The carefully crafted college application -- essays, recommendations and all -- now has a digital wild card: Admissions officers are peeking at prospective students' online profiles.
A survey released this month by Kaplan Test Prep found that more than a quarter of college admissions officers browse applicants' digital footprints, and in an increasing number of cases find evidence that lowers students' chances of getting in. Thirty-five percent of the college officials who responded said that their 2012 online searches yielded questionable information -- from essay plagiarism to alcohol consumption in photos -- up from 12 percent in 2011.
"Now there's another way that red flags can come in," said Jeff Olson, vice president of data science for Kaplan. "Everybody's creating this enormous digital trail that is more or less public."
The survey of admissions staffs at 500 schools nationwide was anonymous, so there's no way to know exactly which schools turn to the Web for more information.
Neither the University of Minnesota nor any of the other Minnesota colleges contacted by the Star Tribune said they use Facebook or social media searches in admissions decisions.
Still, Marla Friederichs, associate vice president for admissions and financial aid at the University of St. Thomas, said it's best for applicants to consider the appropriateness of their online posts, just in case. For example, St. Thomas allows admitted students to interact on a university-run Facebook page, and that sometimes reveals lapses in the students' own privacy settings.
"Just assume everything you put out there is public," Friederichs said. "Would you want a college admissions representative to see that?"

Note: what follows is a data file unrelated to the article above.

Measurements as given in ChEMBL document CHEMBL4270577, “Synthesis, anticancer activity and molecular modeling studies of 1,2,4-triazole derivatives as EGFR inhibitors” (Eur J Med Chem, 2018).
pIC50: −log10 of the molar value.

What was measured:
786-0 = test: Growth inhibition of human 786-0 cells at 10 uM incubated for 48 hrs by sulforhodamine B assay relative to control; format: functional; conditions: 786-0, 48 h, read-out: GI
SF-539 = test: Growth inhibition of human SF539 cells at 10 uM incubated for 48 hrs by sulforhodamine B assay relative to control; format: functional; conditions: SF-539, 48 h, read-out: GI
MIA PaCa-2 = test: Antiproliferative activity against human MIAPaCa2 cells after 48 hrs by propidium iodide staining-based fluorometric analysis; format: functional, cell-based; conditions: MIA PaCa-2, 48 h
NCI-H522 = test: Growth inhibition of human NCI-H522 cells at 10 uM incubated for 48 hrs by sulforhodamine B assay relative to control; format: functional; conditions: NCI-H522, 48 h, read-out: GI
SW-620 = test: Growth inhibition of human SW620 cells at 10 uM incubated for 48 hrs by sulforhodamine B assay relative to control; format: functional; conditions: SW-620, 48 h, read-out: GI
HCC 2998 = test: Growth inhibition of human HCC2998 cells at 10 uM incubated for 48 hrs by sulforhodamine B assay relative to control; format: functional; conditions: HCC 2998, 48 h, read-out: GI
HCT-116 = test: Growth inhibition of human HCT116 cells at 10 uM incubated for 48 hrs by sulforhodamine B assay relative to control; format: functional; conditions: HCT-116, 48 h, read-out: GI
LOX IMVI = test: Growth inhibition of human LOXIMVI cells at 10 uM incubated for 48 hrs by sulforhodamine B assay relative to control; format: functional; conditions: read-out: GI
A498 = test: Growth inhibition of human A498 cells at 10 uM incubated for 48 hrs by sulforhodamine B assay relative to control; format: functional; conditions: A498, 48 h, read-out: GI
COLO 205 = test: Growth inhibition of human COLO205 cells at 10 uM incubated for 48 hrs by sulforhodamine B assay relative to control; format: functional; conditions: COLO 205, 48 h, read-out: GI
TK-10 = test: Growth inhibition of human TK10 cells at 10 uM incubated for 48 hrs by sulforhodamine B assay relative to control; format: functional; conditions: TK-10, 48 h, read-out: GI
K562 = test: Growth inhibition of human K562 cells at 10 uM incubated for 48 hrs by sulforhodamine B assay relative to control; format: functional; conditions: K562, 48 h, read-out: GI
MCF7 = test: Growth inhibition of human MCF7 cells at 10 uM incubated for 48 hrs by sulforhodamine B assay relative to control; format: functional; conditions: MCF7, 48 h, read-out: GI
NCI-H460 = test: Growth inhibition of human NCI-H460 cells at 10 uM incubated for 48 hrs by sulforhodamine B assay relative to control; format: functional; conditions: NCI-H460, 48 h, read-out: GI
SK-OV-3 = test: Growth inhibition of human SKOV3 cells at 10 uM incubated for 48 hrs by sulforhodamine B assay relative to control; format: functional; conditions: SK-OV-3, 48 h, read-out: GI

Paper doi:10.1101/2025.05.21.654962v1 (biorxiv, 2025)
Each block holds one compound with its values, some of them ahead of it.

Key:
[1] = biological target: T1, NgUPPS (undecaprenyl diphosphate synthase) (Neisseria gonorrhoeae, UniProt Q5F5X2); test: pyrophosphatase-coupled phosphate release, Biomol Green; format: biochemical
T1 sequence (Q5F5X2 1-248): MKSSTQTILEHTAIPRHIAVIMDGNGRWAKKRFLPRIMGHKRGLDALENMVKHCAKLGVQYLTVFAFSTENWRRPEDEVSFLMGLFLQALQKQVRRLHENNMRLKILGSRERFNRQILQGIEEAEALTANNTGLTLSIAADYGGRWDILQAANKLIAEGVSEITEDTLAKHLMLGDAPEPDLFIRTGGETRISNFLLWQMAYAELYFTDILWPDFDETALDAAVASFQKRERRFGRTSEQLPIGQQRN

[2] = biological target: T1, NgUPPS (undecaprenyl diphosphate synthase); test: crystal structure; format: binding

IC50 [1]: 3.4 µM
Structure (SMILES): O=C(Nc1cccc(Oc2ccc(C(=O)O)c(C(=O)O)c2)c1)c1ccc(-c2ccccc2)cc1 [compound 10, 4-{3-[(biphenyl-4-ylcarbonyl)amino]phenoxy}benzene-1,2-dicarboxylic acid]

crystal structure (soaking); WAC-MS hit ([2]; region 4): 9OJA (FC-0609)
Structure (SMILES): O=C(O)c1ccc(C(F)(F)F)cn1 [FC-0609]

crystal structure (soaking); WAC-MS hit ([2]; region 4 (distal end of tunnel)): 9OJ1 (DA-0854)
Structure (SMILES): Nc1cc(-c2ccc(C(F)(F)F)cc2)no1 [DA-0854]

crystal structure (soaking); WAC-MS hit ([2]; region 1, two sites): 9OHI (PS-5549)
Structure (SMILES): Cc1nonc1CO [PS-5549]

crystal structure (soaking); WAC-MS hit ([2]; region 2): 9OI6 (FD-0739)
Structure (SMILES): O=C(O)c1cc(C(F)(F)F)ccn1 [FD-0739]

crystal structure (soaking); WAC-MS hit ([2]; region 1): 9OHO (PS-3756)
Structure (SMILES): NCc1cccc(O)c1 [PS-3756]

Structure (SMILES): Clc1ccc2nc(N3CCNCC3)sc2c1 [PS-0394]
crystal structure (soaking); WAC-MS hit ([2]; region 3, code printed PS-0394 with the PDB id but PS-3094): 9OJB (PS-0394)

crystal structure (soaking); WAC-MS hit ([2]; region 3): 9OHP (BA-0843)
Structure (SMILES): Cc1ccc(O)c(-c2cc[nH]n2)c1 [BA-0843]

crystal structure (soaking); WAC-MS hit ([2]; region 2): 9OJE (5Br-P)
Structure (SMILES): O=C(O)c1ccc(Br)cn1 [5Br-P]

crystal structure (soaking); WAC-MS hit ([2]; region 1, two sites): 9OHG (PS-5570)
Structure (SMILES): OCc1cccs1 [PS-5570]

At Minnetonka High School, where guidance counselors start stressing the point as early as sophomore year, the message seems to be sinking in.
"Whatever you post online stays with you," said Abbey Hauser, a senior who plans to apply to four colleges.
She's conscious of privacy settings on Facebook and has Googled her own name to check that her digital trail is positive, should someone do a quick search. It's mostly results from high school cross-country meets and stories she has written for the school paper.
"At a young age, I'm still thinking that whatever I post could be seen five to 10 years from now when I'm applying to my first job," she said.
Kaplan's Olson said that most colleges still steer clear of browsing prospective students' social media profiles, because of formal policies or lack of time amid a crush of applications. Instead, they tend to turn to the Web when something appears unusual on an application -- an award that looks embellished, for example -- or if there's a tip from someone about questionable activity.
"Why would you call the guidance counselor to inquire when now there is Google?" Olson said.
Staffers at Wake Forest University in Winston-Salem, N.C., use the Internet to gather more information about prospective students.
"Oftentimes these are students who are talented in a particular area, so we look a little bit at Facebook or do a search if they're in a particular theater troupe or musical group," said Martha Allman, dean of admissions. "We just really use it to learn more about our students."
There are instances when online searches uncover something unsavory, such as a discipline problem, but she said it's usually just confirming something admissions officers suspected after reading the application or letters of recommendation.
"We've never made a decision based on just one thing we've seen on Facebook or online," Allman said.
Phil Trout, college counselor at Minnetonka High School, said he has fielded a few inquiries from colleges that check admitted students' social media profiles -- sometimes after being tipped off by a concerned alum.
But he said the emphasis is still on the traditional application process and academics.
"I don't actually know of a student who has had their admission decision rescinded because of a posting on Facebook," Trout said. "I do know of a student who has had an admission decision rescinded because of dramatically decreased level of academic performance in senior year."
Katie Humphrey • 612-673-4758